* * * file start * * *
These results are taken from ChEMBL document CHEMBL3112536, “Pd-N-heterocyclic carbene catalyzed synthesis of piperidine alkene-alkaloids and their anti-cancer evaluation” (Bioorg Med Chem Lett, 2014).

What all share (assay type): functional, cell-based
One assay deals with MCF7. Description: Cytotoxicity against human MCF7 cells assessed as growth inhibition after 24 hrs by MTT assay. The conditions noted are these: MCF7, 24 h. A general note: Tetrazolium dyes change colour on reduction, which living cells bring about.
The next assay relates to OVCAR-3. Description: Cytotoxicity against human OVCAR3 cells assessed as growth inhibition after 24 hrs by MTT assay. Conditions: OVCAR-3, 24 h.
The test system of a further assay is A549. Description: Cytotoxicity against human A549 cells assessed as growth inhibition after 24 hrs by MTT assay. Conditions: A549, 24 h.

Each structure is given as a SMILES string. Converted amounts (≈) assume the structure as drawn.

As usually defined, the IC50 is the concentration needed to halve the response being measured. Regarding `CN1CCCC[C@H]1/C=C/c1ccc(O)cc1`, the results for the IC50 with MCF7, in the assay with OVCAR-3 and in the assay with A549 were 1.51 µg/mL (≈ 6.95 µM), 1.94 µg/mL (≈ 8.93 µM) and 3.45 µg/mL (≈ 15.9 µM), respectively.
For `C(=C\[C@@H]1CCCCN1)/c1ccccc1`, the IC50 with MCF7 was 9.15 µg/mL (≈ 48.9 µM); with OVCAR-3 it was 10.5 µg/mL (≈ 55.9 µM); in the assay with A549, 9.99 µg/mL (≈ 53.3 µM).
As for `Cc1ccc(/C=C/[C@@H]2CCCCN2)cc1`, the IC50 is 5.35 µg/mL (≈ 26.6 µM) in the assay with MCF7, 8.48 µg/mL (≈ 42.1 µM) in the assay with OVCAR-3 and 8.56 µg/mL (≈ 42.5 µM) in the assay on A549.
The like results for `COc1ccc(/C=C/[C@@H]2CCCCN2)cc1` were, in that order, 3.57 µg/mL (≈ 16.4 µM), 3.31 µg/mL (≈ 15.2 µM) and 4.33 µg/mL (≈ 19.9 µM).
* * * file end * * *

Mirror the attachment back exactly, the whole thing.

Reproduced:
These results are taken from ChEMBL document CHEMBL3112536, “Pd-N-heterocyclic carbene catalyzed synthesis of piperidine alkene-alkaloids and their anti-cancer evaluation” (Bioorg Med Chem Lett, 2014).

What all share (assay type): functional, cell-based
One assay deals with MCF7. Description: Cytotoxicity against human MCF7 cells assessed as growth inhibition after 24 hrs by MTT assay. The conditions noted are these: MCF7, 24 h. A general note: Tetrazolium dyes change colour on reduction, which living cells bring about.
The next assay relates to OVCAR-3. Description: Cytotoxicity against human OVCAR3 cells assessed as growth inhibition after 24 hrs by MTT assay. Conditions: OVCAR-3, 24 h.
The test system of a further assay is A549. Description: Cytotoxicity against human A549 cells assessed as growth inhibition after 24 hrs by MTT assay. Conditions: A549, 24 h.

Each structure is given as a SMILES string. Converted amounts (≈) assume the structure as drawn.

As usually defined, the IC50 is the concentration needed to halve the response being measured. Regarding `CN1CCCC[C@H]1/C=C/c1ccc(O)cc1`, the results for the IC50 with MCF7, in the assay with OVCAR-3 and in the assay with A549 were 1.51 µg/mL (≈ 6.95 µM), 1.94 µg/mL (≈ 8.93 µM) and 3.45 µg/mL (≈ 15.9 µM), respectively.
For `C(=C\[C@@H]1CCCCN1)/c1ccccc1`, the IC50 with MCF7 was 9.15 µg/mL (≈ 48.9 µM); with OVCAR-3 it was 10.5 µg/mL (≈ 55.9 µM); in the assay with A549, 9.99 µg/mL (≈ 53.3 µM).
As for `Cc1ccc(/C=C/[C@@H]2CCCCN2)cc1`, the IC50 is 5.35 µg/mL (≈ 26.6 µM) in the assay with MCF7, 8.48 µg/mL (≈ 42.1 µM) in the assay with OVCAR-3 and 8.56 µg/mL (≈ 42.5 µM) in the assay on A549.
The like results for `COc1ccc(/C=C/[C@@H]2CCCCN2)cc1` were, in that order, 3.57 µg/mL (≈ 16.4 µM), 3.31 µg/mL (≈ 15.2 µM) and 4.33 µg/mL (≈ 19.9 µM).